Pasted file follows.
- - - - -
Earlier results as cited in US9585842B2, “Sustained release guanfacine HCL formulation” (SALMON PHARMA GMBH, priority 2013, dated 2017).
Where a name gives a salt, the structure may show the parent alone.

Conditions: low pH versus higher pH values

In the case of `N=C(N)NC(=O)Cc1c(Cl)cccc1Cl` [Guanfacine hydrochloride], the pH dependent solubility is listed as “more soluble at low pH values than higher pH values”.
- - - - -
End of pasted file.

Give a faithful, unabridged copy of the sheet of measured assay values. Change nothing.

Earlier results as cited in US9585842B2, “Sustained release guanfacine HCL formulation” (SALMON PHARMA GMBH, priority 2013, dated 2017).
Where a name gives a salt, the structure may show the parent alone.

Conditions: low pH versus higher pH values

In the case of `N=C(N)NC(=O)Cc1c(Cl)cccc1Cl` [Guanfacine hydrochloride], the pH dependent solubility is listed as “more soluble at low pH values than higher pH values”.